There were heaps of Bornean Gibbons calling in the morning and I saw a family along the road at the start of the short trail to the volcano.
Back at camp and along the Sambar Trail I saw a Greater Mouse Deer, Prevost’s and Low’s Squirrels. There were some Pig-tailed Macaques opposite my room.
My buddy Tu had told me to look for a colony of Ridley’s Myotis living under river cabin 5 and they were still there.
Hose’s Langurs (now split into Sabah Grizzled Langurs) are often reported around camp and I finally tracked one down at 5 p.m. on my last afternoon near one of the park buildings, just 100 metres from my room. Bornean Gibbons were hanging out in the same area.
Heavy rain set in at 5.30 p.m. on my last night which I thought would bode well for the night drive, provided the rain stopped of course. It did stop, bang on cue after dinner, but the night drive was not the repeat performance of a spectacular drive I’d taken after heavy rain in the Danum in 2004.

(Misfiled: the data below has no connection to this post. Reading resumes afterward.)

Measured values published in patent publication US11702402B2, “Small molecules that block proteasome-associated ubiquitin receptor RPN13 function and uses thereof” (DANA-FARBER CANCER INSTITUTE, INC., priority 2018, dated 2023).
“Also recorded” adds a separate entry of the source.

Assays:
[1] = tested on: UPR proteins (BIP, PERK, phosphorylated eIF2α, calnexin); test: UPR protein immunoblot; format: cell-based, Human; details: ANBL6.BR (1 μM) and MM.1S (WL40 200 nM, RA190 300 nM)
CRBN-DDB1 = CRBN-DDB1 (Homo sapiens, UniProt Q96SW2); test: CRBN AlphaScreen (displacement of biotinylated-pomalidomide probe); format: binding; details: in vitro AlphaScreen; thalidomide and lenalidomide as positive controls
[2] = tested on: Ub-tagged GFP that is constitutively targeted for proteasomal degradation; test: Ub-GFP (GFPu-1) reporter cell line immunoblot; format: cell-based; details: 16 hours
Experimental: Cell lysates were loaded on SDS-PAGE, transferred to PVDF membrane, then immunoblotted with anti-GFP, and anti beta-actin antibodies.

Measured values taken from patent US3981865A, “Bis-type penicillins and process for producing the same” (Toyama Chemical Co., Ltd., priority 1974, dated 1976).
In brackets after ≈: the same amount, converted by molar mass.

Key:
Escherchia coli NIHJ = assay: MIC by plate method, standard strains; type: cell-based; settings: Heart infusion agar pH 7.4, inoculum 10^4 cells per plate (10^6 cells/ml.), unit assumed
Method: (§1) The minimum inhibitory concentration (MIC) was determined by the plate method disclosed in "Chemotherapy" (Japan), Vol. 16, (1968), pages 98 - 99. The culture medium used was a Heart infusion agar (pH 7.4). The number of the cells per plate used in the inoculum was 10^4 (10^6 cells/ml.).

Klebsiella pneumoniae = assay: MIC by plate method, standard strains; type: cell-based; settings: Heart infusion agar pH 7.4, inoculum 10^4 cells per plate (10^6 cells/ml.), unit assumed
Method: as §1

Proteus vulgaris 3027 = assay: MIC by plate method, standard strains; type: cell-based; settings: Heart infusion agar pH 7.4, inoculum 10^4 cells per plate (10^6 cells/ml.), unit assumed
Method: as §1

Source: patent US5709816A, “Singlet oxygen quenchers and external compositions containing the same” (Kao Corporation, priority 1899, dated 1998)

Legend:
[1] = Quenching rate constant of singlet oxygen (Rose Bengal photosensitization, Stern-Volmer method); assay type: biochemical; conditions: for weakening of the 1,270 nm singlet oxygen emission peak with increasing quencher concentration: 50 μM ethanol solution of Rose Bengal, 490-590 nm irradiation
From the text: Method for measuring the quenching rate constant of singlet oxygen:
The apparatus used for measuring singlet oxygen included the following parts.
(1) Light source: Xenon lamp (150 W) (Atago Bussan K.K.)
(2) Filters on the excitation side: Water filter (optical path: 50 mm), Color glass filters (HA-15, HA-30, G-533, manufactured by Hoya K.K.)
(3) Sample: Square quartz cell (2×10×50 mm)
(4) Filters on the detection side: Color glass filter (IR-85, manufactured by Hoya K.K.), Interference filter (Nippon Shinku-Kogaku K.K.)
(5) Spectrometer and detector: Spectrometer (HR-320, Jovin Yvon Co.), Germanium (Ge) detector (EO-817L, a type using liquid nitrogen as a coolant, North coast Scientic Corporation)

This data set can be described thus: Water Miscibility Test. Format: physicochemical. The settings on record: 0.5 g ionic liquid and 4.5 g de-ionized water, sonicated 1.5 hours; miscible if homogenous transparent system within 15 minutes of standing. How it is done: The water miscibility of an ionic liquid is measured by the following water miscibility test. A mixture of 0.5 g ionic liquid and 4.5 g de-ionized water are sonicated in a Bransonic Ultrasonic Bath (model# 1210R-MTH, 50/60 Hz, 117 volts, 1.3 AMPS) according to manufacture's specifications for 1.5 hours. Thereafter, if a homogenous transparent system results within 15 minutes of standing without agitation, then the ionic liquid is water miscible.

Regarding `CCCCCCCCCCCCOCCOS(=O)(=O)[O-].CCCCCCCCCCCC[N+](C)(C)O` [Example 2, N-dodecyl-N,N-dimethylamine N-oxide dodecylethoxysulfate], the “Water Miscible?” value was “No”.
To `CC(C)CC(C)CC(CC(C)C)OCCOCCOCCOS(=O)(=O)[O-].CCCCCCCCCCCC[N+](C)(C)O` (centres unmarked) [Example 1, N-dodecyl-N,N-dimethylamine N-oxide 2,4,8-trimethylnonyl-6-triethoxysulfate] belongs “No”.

In 2.5 hours I saw a couple of mouse deer, at least two unidentified flying squirrels, a couple of Leopard Cats, a Common Palm Civet and what was probably a Moon Rat scuttling off the road as well as another smallish rat species. I also heard an Elephant trumpet at very close range. At 11 p.m. I took a quick walk along the half finished nature trail across the river from the lodge where Simon, the park manager, said he thought there were Tarsiers. He’s something of an expert and had smelt their latrine site. I think I found the smell (a sort of ‘bat roost’ smell) but I couldn’t find the Tarsiers. Truth be told I am not sure I found the trail.
I was out on a 4 a.m. pre-dawn drive on my last morning, which produced Bornean Bearded Pigs, Sambar, a Leopard Cat, the sound of another Elephant and my first Bornean Yellow Muntjac (along the Tabin Road).